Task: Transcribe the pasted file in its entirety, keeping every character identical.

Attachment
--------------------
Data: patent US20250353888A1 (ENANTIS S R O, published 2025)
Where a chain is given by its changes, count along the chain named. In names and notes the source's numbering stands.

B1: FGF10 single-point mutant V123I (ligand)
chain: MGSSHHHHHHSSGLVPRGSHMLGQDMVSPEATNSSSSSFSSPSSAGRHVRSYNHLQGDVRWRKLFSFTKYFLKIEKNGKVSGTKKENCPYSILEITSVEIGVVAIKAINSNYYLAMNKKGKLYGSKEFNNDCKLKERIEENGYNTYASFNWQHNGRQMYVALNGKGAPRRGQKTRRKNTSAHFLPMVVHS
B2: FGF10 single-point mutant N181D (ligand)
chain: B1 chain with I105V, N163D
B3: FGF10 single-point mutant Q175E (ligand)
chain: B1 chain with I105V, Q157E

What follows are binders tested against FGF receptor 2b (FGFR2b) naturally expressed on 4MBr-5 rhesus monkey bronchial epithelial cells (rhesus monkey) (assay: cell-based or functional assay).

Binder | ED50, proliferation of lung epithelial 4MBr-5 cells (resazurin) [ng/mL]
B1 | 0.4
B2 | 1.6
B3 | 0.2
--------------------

Data: patent US20250353888A1 (ENANTIS S R O, published 2025)
Where a chain is given by its changes, count along the chain named. In names and notes the source's numbering stands.

B1: FGF10 single-point mutant V123I (ligand)
chain: MGSSHHHHHHSSGLVPRGSHMLGQDMVSPEATNSSSSSFSSPSSAGRHVRSYNHLQGDVRWRKLFSFTKYFLKIEKNGKVSGTKKENCPYSILEITSVEIGVVAIKAINSNYYLAMNKKGKLYGSKEFNNDCKLKERIEENGYNTYASFNWQHNGRQMYVALNGKGAPRRGQKTRRKNTSAHFLPMVVHS
B2: FGF10 single-point mutant N181D (ligand)
chain: B1 chain with I105V, N163D
B3: FGF10 single-point mutant Q175E (ligand)
chain: B1 chain with I105V, Q157E

What follows are binders tested against FGF receptor 2b (FGFR2b) naturally expressed on 4MBr-5 rhesus monkey bronchial epithelial cells (rhesus monkey) (assay: cell-based or functional assay).

Binder | ED50, proliferation of lung epithelial 4MBr-5 cells (resazurin) [ng/mL]
B1 | 0.4
B2 | 1.6
B3 | 0.2